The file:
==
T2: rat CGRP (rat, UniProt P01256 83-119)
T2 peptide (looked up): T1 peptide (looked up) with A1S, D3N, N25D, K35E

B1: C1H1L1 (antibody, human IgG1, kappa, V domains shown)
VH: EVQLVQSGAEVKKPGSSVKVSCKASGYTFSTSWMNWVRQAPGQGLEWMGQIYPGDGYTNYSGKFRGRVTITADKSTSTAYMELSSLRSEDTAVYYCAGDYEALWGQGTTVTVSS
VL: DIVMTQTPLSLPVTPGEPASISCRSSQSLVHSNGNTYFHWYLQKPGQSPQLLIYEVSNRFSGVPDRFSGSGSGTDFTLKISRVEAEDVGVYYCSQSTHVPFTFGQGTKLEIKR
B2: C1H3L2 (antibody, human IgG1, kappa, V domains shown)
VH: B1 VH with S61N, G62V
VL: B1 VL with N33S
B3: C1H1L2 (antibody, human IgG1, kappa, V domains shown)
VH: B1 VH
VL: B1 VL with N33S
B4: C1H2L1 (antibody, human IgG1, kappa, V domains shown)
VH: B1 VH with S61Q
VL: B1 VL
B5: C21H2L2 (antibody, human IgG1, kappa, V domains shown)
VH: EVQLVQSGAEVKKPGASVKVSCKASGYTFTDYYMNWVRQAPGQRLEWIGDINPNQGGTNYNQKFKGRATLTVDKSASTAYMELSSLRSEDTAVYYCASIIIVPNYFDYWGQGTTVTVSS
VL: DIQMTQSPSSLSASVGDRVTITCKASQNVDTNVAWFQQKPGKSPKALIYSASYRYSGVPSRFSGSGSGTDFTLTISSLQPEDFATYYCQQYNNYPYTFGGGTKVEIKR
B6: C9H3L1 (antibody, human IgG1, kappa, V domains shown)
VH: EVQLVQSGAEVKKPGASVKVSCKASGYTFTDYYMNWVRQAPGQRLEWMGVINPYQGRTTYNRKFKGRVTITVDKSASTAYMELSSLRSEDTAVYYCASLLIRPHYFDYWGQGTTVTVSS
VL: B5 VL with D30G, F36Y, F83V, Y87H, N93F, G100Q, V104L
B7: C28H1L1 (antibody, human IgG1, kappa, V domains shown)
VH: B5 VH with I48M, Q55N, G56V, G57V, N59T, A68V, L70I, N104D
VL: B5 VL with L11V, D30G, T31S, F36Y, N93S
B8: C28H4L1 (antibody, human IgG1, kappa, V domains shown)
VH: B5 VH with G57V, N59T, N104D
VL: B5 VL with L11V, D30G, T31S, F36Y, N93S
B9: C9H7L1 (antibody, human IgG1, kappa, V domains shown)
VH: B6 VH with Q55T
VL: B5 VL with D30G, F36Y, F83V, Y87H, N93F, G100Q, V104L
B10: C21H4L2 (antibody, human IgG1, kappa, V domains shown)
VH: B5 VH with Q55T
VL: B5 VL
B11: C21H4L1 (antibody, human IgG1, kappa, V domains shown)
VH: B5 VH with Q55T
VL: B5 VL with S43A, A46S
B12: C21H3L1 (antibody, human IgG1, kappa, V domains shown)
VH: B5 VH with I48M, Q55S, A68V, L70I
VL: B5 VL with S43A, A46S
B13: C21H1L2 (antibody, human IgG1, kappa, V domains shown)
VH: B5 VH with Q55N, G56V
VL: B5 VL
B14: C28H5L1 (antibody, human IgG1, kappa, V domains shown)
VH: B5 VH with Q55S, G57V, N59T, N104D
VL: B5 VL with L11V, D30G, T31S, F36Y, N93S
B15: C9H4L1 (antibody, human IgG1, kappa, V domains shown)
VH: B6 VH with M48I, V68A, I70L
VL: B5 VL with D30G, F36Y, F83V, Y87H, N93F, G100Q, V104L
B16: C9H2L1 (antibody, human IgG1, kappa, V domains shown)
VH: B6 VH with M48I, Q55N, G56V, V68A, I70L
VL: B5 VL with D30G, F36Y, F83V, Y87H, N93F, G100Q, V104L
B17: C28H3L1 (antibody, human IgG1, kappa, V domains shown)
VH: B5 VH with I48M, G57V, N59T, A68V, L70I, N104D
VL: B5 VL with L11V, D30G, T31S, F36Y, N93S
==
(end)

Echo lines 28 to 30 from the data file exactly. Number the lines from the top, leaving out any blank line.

VH: B6 VH with Q55T
VL: B5 VL with D30G, F36Y, F83V, Y87H, N93F, G100Q, V104L
B10: C21H4L2 (antibody, human IgG1, kappa, V domains shown)